1. What is one sight or experience from your recent trip to Ukraine/Russia that made a distinct, lasting impression on you?
There are many, although I don't know how lasting any will be; there are experiences I no longer remember from previous trips (but remember thinking this will stick with me for a while). Various beautiful, or spiritual, or intellectual sights. But I'll paint a particularly vivid picture.
From right to left, we see Elena, Elena's husband, and Andre. Andre is the nephew of Olga, who is a customer of Danielle. We are located in the first McDonald's in Moscow. We have just spent the last hour negotiating the details of the sale of Vlastelin Udachi (Vanya, Wonder Borzoi). Neither Elena nor her husband feel comfortable speaking in English, so they haven't been. And Elena's husband has demonstrated himself to be the greater fool, and threat, to the operation -- it becomes clear he's had little to do with the dogs, but now that there is money and interaction with Rich Americans, he feels like he has to protect his wife. He has made himself feel very clever with a bizarre mechanism for non-escrowed contract signing. Andre and I arrived here after spending the previous hour or two in an obscure underground restaurant dealing with a bottle of vodka (one for one shots, about 5 each). Nominally, this was to warm us up, having walked around, outside, Moscow for the day (Andre acted as tourguide for my father, sister and I). The vodka definately took the edge off the negotiations, too. (The dog was supposed to be three hours from landing at JFK at that time, but of course it wouldn't be shipped for another three days).
2. You've recently been talking about seeking work or educational opportunities outside the Pittsburgh area. What factors motivate this?
A preemptive strike on a journal entry I've intended to write. Good good. I'll give a brief overview here:
3. What part of owning corvisdog do you find most rewarding? What is the most difficult?
I took my job with the intentions of getting a dog. This was selfish, but in a way I am not ashamed of: I know dogs are good for me. Amber was the reason I failed to commit suicide in middle school. Taking on the responsibilities of another creature with which I fully bond (as opposed to, say, my lizards or plants) helps with perspective. The commitments and responsibilities of responsible dog ownership have a dramatic impact on one's lifestyle. These are not bad or good. It has been rewarding to have a dog that is clearly becoming less crazy, more calm, more respectful. Difficult has been getting there.
4. If you were required to practice some currently recognized religion, which would you choose and why? Note that /belief/ in the system in question is not per se required, but regular attendance at services, observance of holy days, adherence to the religious law, etc etc would be.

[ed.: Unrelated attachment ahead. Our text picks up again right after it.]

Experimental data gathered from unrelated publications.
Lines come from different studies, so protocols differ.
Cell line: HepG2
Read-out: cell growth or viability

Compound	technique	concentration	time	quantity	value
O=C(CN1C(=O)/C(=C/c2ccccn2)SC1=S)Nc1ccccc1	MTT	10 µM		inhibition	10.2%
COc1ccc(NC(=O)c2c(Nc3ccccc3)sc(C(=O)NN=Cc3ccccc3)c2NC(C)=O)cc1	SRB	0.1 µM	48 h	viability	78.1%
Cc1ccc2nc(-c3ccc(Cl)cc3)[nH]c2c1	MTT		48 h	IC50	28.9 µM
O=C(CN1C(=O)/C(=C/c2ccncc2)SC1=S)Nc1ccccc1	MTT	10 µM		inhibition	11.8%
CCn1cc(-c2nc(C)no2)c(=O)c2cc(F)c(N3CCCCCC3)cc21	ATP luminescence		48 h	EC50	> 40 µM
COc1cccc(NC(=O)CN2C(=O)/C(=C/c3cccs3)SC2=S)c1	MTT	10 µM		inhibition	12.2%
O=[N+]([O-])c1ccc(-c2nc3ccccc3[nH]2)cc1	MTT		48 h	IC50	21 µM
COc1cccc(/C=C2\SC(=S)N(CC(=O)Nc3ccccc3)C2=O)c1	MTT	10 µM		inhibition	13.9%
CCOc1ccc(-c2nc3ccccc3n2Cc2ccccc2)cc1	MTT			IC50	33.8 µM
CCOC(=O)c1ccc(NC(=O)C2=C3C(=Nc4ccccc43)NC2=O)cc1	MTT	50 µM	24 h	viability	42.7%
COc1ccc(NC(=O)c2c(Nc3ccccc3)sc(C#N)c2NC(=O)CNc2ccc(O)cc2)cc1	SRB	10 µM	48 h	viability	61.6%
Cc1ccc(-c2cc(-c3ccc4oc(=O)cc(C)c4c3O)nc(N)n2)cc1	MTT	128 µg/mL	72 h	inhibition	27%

I have seriously considered spending time as a Monk of New Skete. Their work and discipline is amazing.
I would tend to favor a less verbal religion; weddings and bar mitzvahs tend to cause frustration at how much they have to say about their deity and their feelings. It seems to disconnect from what they say and what they feel. Without full qualification, I would suspect that I could buy into Buddhism faster. But if I were required, I could probably hack most recognized religions -- I just don't feel compelled to at this time.
5. Consider the following scenario:
President Bush is re-elected this year. In addition to continuing our involvement in Afghanistan and Iraq, he elects to pre-emptively invade
Syria and North Korea. This overtaxes our military forces to the point that the draft is reinstated. Your number comes up in the lottery. Assume
that your life situation remains roughly similar to what it is now (e.g. you can afford gas to drive to Canada if you wish, but don't have
sufficient connections to get a cushy post with the National Guard; you might be in a relationship but don't have 10 kids, and so on). What do
In which I consider making this entry friends-only for the sake of a future political career. Ha.
I am not convinced I know the right answer to this question, where right means what I would do. I'm of two minds, to the possible shock of many of my old friends. One side has no difficulty with running away -- to Canada, or equally possible, hopping in my car and driving to South America. The adventure alone would satisfy my needs, as well as disrupt the things that have been bothering me lately. The other solution on this side of my mind, if it still exists, is whether academic waivers still apply -- I think they've been patched, but if not, that seems a possible out.
On the other hand, there is something enticing about the Military that I can't explain. It has definately been increased from knowing ROTC folks, but also reflection. Why should the military only be staffed by those who can't avoid it? And the structure, the experience -- these are somewhat compelling. But I don't think I would just be drafted; I think if it became clear that I might be, and I was still of this mind, I would try to sign up for officer training. I'd rather be in a program that could more effectively use my education than go for a faster out.
I think a bit has to do with my feelings on the conflict and a lot on how I feel about who I am.
Anyone want questions?